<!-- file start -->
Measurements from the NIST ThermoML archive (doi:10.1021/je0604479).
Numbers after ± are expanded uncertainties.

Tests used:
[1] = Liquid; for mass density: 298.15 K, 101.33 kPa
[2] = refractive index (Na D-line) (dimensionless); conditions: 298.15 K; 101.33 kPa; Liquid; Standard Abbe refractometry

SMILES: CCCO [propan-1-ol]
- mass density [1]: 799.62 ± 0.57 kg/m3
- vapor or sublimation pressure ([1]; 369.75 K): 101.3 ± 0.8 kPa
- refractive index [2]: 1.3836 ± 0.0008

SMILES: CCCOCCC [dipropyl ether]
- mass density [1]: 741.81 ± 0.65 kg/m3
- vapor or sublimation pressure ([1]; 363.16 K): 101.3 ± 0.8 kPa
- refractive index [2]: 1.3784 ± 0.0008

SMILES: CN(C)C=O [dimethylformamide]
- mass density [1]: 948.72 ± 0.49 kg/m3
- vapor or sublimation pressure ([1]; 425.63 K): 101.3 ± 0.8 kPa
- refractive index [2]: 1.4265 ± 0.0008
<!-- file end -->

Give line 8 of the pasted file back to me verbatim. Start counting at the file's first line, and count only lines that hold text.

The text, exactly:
- vapor or sublimation pressure ([1]; 369.75 K): 101.3 ± 0.8 kPa